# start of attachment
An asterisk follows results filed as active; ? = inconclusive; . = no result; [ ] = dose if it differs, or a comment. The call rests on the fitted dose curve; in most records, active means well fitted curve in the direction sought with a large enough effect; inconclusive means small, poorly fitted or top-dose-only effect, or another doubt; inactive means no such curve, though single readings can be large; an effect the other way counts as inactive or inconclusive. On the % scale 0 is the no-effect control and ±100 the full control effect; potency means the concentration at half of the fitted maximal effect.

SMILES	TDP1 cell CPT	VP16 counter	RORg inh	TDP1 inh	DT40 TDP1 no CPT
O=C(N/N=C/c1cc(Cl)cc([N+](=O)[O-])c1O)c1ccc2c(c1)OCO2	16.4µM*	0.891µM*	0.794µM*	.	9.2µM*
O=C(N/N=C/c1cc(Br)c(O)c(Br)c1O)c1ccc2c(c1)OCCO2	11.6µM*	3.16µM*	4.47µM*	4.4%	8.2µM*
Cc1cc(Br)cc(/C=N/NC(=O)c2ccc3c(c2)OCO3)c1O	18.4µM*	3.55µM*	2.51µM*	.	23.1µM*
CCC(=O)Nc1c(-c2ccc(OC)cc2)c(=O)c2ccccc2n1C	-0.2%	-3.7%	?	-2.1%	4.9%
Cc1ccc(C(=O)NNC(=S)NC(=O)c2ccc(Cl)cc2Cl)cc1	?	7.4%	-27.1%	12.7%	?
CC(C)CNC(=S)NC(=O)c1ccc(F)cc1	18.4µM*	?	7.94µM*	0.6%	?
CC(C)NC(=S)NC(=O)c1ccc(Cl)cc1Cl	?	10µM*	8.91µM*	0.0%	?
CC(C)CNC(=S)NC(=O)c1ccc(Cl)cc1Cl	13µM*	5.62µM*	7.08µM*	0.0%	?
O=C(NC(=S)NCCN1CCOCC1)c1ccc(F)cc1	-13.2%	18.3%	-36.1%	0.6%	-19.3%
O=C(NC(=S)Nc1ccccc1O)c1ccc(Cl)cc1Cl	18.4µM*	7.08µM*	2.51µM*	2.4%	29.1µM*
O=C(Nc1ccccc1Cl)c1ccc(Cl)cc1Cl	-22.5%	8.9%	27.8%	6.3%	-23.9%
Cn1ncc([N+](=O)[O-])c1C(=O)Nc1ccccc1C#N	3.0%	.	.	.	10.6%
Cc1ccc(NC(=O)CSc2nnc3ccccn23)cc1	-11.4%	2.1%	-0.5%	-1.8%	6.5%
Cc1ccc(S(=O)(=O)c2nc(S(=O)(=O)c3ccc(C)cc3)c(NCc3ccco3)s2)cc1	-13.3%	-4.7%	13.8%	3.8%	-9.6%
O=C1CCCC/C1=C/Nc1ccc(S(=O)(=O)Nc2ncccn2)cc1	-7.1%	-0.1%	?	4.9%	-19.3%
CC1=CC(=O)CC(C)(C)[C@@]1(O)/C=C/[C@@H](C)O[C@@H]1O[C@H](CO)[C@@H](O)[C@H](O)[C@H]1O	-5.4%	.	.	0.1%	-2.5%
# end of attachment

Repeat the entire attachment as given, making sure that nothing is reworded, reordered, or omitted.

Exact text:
An asterisk follows results filed as active; ? = inconclusive; . = no result; [ ] = dose if it differs, or a comment. The call rests on the fitted dose curve; in most records, active means well fitted curve in the direction sought with a large enough effect; inconclusive means small, poorly fitted or top-dose-only effect, or another doubt; inactive means no such curve, though single readings can be large; an effect the other way counts as inactive or inconclusive. On the % scale 0 is the no-effect control and ±100 the full control effect; potency means the concentration at half of the fitted maximal effect.

SMILES	TDP1 cell CPT	VP16 counter	RORg inh	TDP1 inh	DT40 TDP1 no CPT
O=C(N/N=C/c1cc(Cl)cc([N+](=O)[O-])c1O)c1ccc2c(c1)OCO2	16.4µM*	0.891µM*	0.794µM*	.	9.2µM*
O=C(N/N=C/c1cc(Br)c(O)c(Br)c1O)c1ccc2c(c1)OCCO2	11.6µM*	3.16µM*	4.47µM*	4.4%	8.2µM*
Cc1cc(Br)cc(/C=N/NC(=O)c2ccc3c(c2)OCO3)c1O	18.4µM*	3.55µM*	2.51µM*	.	23.1µM*
CCC(=O)Nc1c(-c2ccc(OC)cc2)c(=O)c2ccccc2n1C	-0.2%	-3.7%	?	-2.1%	4.9%
Cc1ccc(C(=O)NNC(=S)NC(=O)c2ccc(Cl)cc2Cl)cc1	?	7.4%	-27.1%	12.7%	?
CC(C)CNC(=S)NC(=O)c1ccc(F)cc1	18.4µM*	?	7.94µM*	0.6%	?
CC(C)NC(=S)NC(=O)c1ccc(Cl)cc1Cl	?	10µM*	8.91µM*	0.0%	?
CC(C)CNC(=S)NC(=O)c1ccc(Cl)cc1Cl	13µM*	5.62µM*	7.08µM*	0.0%	?
O=C(NC(=S)NCCN1CCOCC1)c1ccc(F)cc1	-13.2%	18.3%	-36.1%	0.6%	-19.3%
O=C(NC(=S)Nc1ccccc1O)c1ccc(Cl)cc1Cl	18.4µM*	7.08µM*	2.51µM*	2.4%	29.1µM*
O=C(Nc1ccccc1Cl)c1ccc(Cl)cc1Cl	-22.5%	8.9%	27.8%	6.3%	-23.9%
Cn1ncc([N+](=O)[O-])c1C(=O)Nc1ccccc1C#N	3.0%	.	.	.	10.6%
Cc1ccc(NC(=O)CSc2nnc3ccccn23)cc1	-11.4%	2.1%	-0.5%	-1.8%	6.5%
Cc1ccc(S(=O)(=O)c2nc(S(=O)(=O)c3ccc(C)cc3)c(NCc3ccco3)s2)cc1	-13.3%	-4.7%	13.8%	3.8%	-9.6%
O=C1CCCC/C1=C/Nc1ccc(S(=O)(=O)Nc2ncccn2)cc1	-7.1%	-0.1%	?	4.9%	-19.3%
CC1=CC(=O)CC(C)(C)[C@@]1(O)/C=C/[C@@H](C)O[C@@H]1O[C@H](CO)[C@@H](O)[C@H](O)[C@H]1O	-5.4%	.	.	0.1%	-2.5%